ACADEMIC & FORMER ENERGY POLICY ADVISOR, US STATE-LEVEL ENVIRONMENTAL REGULATOR
With no national legislation to put a price on carbon, this was the only regulatory tool to limit carbon. However, there are actions that the states can take – they can set their own limits (e.g., North Carolina has a carbon law, HB 951). But there will not be a price across most of the Southeast because those states don’t have a regional greenhouse gas initiative (RGGI), and they are where coal plants are the most prevalent. However, in the utility commissions, where regulation happens, renewables are least-cost, so that is a big factor. Yes – the Court will continue limiting the regulatory reach of EPA – it comes across as a conservative Court. They believe that more stringent regulation imposes costs and that it goes against free-market competition. The fossil fuel industry may have only delayed the inevitable though.
STRATEGY DIRECTOR, US-BASED BUILDING TECHNOLOGIES MULTINATIONAL
The initial verdict from the Supreme Court can be inferred as anti-decarbonization. However a few things need to be kept in mind. 1) Power Plants: The court’s ruling is specific to the EPA trying to curb emissions from power plants – not to all emitting sources. Although power plants represent 30% of emissions, the ruling does not cover all industrial emissions. 2) EPA-specific ruling: The Court also said curbing emissions is the direct responsibility of the Congress or one of its delegate bodies. Hence the Court limits EPA’s power, but not necessarily the decarbonization agenda in general. 3) Current White House: The White House is focused on a climate action agenda, and hence even if the Supreme Court is against the climate agenda, progress is likely to be made continuously.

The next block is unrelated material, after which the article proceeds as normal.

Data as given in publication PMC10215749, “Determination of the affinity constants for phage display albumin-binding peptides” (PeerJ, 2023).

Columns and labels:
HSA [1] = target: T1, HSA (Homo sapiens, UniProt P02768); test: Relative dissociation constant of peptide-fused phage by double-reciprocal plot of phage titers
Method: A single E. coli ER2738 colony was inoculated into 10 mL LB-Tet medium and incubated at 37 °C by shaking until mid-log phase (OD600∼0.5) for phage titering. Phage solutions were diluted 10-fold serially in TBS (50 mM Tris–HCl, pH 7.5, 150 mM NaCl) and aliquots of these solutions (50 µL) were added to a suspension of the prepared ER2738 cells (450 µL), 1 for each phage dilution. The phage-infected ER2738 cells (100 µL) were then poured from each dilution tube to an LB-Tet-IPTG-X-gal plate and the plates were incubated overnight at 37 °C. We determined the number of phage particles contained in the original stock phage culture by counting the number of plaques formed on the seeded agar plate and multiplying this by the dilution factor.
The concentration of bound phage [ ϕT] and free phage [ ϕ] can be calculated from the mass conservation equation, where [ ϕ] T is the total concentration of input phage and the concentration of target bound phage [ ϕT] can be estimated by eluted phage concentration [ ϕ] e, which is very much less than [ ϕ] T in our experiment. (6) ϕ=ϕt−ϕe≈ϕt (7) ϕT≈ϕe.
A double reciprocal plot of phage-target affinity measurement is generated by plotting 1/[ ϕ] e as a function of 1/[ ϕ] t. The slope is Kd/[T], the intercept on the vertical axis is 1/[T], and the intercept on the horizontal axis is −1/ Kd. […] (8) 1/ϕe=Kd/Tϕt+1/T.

CONSULTANT, BIG FOUR ENERGY PRACTICE
The Court’s decision to limit the EPA’s authority to regulate energy sector emissions could rule out the EPA’s ability to impose a cap-and-trade system that allows the government to set an industry’s greenhouse gas emission limits and penalize the violating parties. Parties then buy and sell the rights to exceed that cap, essentially creating a market around emissions. The Court’s decision also impacts the Biden administration’s goal of zeroing out carbon emissions from power plants by 2035 and half the country’s emissions by 2100. The ruling, however, does not affect the EPA’s ability to limit greenhouse gas emissions at the source under the Clean Air Act (Section 111 and through other provisions). The ruling could have widespread consequences if it is used to question the authority of federal agencies to regulate greenhouse gas pollution in other contexts.